That's all I could think of for now, but it's definitely plenty, I would think.
Hope someone found this at least remotely interesting. May you all find good books to read and enjoy, whether they're on this list or not. :) 

Take care and look after yourselves, people.

A good song. 

Thursday, July 14, 2016

More about Iceland

Hæ allir! / Hey everyone!
As you may have noticed, I've given my blog a temporary little makeover in preparation for my trip to Iceland, renaming it "eldur go ís(land)," Icelandic for "fire and ice(land)," two elements which are quite typical and defining of the country, its existence, and its fabled natural grandeur.

Since I've neglected this blog a great deal in the last several months, I realize that I haven't talked a lot about my upcoming adventures in Iceland, why I'm going, and just what it is I'll be doing there. Today, for that reason, I wanted to offer up a little more background info about the trip, and also just about the country itself.

Essentially, I was notified in the spring of 2015, a few weeks after getting into Beloit College that I would be among a group of select incoming freshman to be awarded a "Field Experience Grant," an allotment of money to organize and carry out a project of some sort over the summer of 2016. Naturally, my mind immediately jumped to venturing abroad, and I aspired to use my FEG to participate in a summer language program at an Icelandic cultural institution called the Árni Magnússon Institute. I also separately applied to the Critical Language Scholarship (essentially a college version of NSLI-Y, the high school critical language program I did in Turkey) for their Turkish program.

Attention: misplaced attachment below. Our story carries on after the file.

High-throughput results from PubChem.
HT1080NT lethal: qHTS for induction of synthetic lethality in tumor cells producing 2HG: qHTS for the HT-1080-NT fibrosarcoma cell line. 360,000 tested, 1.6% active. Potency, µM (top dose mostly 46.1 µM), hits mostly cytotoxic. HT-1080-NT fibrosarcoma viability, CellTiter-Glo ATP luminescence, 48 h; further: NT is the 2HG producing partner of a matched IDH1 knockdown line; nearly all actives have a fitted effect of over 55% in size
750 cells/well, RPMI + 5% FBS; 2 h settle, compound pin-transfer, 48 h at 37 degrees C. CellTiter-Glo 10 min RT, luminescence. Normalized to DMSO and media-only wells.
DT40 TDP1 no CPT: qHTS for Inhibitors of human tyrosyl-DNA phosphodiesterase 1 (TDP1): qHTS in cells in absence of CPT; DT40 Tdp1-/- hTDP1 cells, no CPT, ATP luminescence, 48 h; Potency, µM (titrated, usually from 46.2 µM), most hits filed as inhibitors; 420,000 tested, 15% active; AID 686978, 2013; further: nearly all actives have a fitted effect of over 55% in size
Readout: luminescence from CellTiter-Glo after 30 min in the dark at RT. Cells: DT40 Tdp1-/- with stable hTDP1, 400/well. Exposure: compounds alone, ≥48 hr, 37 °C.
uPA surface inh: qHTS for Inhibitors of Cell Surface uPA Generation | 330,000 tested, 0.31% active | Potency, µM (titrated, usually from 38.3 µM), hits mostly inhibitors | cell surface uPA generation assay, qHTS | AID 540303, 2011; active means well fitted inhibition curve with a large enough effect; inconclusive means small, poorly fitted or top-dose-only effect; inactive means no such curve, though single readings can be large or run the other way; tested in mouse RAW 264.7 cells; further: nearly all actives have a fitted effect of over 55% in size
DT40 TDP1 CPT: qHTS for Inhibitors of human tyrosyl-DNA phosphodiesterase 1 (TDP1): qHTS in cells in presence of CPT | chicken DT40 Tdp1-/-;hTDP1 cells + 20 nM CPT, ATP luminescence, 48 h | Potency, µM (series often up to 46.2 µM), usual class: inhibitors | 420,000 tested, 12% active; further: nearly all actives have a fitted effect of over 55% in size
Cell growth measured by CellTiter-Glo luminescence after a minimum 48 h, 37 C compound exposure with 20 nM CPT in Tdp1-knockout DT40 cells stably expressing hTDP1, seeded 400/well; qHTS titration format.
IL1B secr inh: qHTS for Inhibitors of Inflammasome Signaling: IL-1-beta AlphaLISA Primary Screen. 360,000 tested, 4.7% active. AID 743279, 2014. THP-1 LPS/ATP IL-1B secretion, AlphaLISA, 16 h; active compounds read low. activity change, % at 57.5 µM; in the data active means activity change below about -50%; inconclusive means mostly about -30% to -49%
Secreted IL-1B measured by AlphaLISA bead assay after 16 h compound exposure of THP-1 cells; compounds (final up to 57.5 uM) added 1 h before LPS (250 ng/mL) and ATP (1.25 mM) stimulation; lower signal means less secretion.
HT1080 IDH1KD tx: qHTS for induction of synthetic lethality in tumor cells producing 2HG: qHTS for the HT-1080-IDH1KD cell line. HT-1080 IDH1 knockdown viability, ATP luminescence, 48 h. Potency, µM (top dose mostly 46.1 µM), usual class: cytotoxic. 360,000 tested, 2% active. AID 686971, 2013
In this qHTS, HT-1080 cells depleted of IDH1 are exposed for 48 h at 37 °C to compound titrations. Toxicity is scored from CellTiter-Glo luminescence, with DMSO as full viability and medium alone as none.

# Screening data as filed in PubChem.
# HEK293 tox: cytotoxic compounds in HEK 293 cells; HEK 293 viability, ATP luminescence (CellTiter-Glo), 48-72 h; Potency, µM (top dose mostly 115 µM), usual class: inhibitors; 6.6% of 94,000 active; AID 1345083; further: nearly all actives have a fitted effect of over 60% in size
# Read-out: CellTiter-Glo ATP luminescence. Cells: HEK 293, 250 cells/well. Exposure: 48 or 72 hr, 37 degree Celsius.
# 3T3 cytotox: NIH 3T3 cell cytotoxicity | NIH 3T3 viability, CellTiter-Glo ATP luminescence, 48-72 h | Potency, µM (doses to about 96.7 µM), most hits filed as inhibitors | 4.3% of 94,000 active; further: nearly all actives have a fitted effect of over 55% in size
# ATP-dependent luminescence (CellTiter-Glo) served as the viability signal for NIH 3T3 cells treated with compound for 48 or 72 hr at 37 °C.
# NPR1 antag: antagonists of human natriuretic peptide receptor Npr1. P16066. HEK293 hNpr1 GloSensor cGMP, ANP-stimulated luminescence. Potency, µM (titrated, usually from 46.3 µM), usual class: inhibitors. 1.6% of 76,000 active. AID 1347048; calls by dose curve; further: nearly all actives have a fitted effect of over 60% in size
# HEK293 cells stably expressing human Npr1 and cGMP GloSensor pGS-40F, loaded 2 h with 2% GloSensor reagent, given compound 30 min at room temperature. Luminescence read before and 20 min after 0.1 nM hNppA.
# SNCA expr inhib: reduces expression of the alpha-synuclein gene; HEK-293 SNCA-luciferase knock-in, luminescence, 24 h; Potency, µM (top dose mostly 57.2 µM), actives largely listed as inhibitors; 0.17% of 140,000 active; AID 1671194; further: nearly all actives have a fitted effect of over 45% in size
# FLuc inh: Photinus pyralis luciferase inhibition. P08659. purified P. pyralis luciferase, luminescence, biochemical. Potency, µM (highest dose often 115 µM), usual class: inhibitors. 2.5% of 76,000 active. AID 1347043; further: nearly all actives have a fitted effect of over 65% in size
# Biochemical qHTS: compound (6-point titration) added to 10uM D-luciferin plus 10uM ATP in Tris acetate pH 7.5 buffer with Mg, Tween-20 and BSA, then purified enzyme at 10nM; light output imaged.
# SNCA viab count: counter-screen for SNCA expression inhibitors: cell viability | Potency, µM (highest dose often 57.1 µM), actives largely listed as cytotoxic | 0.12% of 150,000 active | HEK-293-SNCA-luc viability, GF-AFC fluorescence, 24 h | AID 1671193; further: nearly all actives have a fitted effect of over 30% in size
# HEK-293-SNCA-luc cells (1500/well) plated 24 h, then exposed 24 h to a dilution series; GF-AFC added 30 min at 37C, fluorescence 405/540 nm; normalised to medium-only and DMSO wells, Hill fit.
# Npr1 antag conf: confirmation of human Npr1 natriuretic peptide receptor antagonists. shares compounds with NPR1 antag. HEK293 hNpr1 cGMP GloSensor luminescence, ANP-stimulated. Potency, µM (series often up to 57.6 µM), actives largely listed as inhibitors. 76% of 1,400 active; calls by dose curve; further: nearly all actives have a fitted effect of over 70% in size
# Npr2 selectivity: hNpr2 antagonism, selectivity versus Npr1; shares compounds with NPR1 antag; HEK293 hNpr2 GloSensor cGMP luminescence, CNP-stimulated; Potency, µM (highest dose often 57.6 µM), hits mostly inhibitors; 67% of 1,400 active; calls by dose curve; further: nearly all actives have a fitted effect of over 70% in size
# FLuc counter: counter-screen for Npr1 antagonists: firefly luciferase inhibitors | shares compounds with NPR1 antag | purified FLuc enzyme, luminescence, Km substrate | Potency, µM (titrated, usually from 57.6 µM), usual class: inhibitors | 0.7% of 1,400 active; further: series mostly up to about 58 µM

When I unfortunately didn't make the semifinals for CLS, I decided that I should line up some alternative plans in case I didn't make it for the Árni Magnússon Institute's program either. I thought of other places I might venture. Through online research, I managed to find the University Center of the Westfjords (Háskólasetur Vestfjarða in Icelandic), an institution of higher education in Ísafjörður, the largest town in the Westfjords region in the northwest of the country, about seven hours north of the capital, Reykjavik, as a potential backup to still get me to Iceland, as I've very much wanted to visit the country and learn Icelandic for a long time. I also thought of other languages I wish to learn, looking into programs in Budapest and Debrecen, Hungary, to build on the meager base I managed to build in my Hungarian class at Beloit last semester. I even thought of going to Tel Aviv, Haifa, or Jerusalem to learn some Hebrew, or to Brazil or Portugal to gain a base in Portuguese, two other languages that have also interested me for quite some time.